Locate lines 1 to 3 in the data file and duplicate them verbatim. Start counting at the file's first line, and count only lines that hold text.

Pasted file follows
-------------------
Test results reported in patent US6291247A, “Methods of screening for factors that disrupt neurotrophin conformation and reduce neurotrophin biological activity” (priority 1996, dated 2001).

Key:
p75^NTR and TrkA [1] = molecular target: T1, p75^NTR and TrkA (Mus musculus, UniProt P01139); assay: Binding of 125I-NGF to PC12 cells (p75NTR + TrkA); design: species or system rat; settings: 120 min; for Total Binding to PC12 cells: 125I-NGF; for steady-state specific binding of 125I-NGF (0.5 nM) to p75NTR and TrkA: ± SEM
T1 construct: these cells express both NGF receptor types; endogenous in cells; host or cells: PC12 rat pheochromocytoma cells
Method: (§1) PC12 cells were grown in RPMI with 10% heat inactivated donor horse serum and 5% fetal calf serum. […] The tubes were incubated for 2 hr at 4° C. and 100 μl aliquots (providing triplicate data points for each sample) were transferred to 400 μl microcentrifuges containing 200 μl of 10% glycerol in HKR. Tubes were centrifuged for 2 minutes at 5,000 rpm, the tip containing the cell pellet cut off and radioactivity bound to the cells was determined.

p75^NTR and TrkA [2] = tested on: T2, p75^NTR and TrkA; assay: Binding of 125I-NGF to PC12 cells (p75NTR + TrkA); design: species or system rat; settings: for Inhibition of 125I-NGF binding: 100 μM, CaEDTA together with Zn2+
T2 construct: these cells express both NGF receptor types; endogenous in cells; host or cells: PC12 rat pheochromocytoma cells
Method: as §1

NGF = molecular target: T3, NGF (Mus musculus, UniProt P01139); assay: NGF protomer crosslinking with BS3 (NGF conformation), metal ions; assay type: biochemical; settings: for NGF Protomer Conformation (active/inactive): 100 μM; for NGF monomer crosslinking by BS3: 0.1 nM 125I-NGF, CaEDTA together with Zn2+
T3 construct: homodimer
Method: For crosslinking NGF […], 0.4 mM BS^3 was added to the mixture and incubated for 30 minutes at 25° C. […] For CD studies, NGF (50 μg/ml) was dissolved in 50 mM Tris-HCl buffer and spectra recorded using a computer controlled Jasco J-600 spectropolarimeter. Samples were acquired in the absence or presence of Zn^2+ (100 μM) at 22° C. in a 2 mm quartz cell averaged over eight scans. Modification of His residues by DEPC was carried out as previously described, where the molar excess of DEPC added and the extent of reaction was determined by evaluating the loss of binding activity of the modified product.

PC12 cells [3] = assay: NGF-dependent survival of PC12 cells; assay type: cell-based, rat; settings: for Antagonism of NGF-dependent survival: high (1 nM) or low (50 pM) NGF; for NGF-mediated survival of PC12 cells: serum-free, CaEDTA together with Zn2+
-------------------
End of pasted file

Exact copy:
Test results reported in patent US6291247A, “Methods of screening for factors that disrupt neurotrophin conformation and reduce neurotrophin biological activity” (priority 1996, dated 2001).

Key:
p75^NTR and TrkA [1] = molecular target: T1, p75^NTR and TrkA (Mus musculus, UniProt P01139); assay: Binding of 125I-NGF to PC12 cells (p75NTR + TrkA); design: species or system rat; settings: 120 min; for Total Binding to PC12 cells: 125I-NGF; for steady-state specific binding of 125I-NGF (0.5 nM) to p75NTR and TrkA: ± SEM